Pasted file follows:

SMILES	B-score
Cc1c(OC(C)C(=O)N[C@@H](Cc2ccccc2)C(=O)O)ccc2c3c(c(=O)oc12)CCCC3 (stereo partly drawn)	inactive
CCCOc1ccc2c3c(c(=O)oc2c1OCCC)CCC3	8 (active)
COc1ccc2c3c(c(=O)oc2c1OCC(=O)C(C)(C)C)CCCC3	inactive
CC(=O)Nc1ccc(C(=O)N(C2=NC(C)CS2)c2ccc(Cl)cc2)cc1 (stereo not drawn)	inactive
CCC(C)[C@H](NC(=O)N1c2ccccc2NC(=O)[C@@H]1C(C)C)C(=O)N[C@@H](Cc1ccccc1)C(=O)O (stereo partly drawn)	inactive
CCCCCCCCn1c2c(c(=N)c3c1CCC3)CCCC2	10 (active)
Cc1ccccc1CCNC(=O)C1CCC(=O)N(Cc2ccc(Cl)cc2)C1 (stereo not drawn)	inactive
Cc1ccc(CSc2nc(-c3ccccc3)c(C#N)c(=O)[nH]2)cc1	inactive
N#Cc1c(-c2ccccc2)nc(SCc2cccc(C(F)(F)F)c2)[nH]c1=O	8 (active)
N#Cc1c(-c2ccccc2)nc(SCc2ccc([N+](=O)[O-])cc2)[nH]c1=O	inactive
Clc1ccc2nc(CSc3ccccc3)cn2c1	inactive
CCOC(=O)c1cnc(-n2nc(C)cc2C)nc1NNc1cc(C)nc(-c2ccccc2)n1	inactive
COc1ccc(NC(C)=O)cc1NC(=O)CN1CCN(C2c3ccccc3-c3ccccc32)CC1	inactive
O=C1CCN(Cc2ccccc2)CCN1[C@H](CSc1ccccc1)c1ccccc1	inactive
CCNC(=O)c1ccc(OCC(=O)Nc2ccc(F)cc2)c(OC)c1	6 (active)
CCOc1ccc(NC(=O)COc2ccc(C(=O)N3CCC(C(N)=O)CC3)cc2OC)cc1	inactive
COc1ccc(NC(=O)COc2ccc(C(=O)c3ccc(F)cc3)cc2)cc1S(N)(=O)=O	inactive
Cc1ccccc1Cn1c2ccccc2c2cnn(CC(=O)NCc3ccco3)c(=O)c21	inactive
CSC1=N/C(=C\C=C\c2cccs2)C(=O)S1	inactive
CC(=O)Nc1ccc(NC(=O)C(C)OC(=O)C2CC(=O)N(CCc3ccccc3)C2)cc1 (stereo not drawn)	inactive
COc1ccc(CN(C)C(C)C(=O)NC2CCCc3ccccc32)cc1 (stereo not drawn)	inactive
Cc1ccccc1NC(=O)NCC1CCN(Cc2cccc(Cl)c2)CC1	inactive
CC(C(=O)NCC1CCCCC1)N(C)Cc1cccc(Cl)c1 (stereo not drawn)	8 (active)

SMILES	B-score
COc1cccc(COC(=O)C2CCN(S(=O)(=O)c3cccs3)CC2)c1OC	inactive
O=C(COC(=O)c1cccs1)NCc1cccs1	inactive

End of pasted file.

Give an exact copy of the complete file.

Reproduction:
SMILES	B-score
Cc1c(OC(C)C(=O)N[C@@H](Cc2ccccc2)C(=O)O)ccc2c3c(c(=O)oc12)CCCC3 (stereo partly drawn)	inactive
CCCOc1ccc2c3c(c(=O)oc2c1OCCC)CCC3	8 (active)
COc1ccc2c3c(c(=O)oc2c1OCC(=O)C(C)(C)C)CCCC3	inactive
CC(=O)Nc1ccc(C(=O)N(C2=NC(C)CS2)c2ccc(Cl)cc2)cc1 (stereo not drawn)	inactive
CCC(C)[C@H](NC(=O)N1c2ccccc2NC(=O)[C@@H]1C(C)C)C(=O)N[C@@H](Cc1ccccc1)C(=O)O (stereo partly drawn)	inactive
CCCCCCCCn1c2c(c(=N)c3c1CCC3)CCCC2	10 (active)
Cc1ccccc1CCNC(=O)C1CCC(=O)N(Cc2ccc(Cl)cc2)C1 (stereo not drawn)	inactive
Cc1ccc(CSc2nc(-c3ccccc3)c(C#N)c(=O)[nH]2)cc1	inactive
N#Cc1c(-c2ccccc2)nc(SCc2cccc(C(F)(F)F)c2)[nH]c1=O	8 (active)
N#Cc1c(-c2ccccc2)nc(SCc2ccc([N+](=O)[O-])cc2)[nH]c1=O	inactive
Clc1ccc2nc(CSc3ccccc3)cn2c1	inactive
CCOC(=O)c1cnc(-n2nc(C)cc2C)nc1NNc1cc(C)nc(-c2ccccc2)n1	inactive
COc1ccc(NC(C)=O)cc1NC(=O)CN1CCN(C2c3ccccc3-c3ccccc32)CC1	inactive
O=C1CCN(Cc2ccccc2)CCN1[C@H](CSc1ccccc1)c1ccccc1	inactive
CCNC(=O)c1ccc(OCC(=O)Nc2ccc(F)cc2)c(OC)c1	6 (active)
CCOc1ccc(NC(=O)COc2ccc(C(=O)N3CCC(C(N)=O)CC3)cc2OC)cc1	inactive
COc1ccc(NC(=O)COc2ccc(C(=O)c3ccc(F)cc3)cc2)cc1S(N)(=O)=O	inactive
Cc1ccccc1Cn1c2ccccc2c2cnn(CC(=O)NCc3ccco3)c(=O)c21	inactive
CSC1=N/C(=C\C=C\c2cccs2)C(=O)S1	inactive
CC(=O)Nc1ccc(NC(=O)C(C)OC(=O)C2CC(=O)N(CCc3ccccc3)C2)cc1 (stereo not drawn)	inactive
COc1ccc(CN(C)C(C)C(=O)NC2CCCc3ccccc32)cc1 (stereo not drawn)	inactive
Cc1ccccc1NC(=O)NCC1CCN(Cc2cccc(Cl)c2)CC1	inactive
CC(C(=O)NCC1CCCCC1)N(C)Cc1cccc(Cl)c1 (stereo not drawn)	8 (active)

SMILES	B-score
COc1cccc(COC(=O)C2CCN(S(=O)(=O)c3cccs3)CC2)c1OC	inactive
O=C(COC(=O)c1cccs1)NCc1cccs1	inactive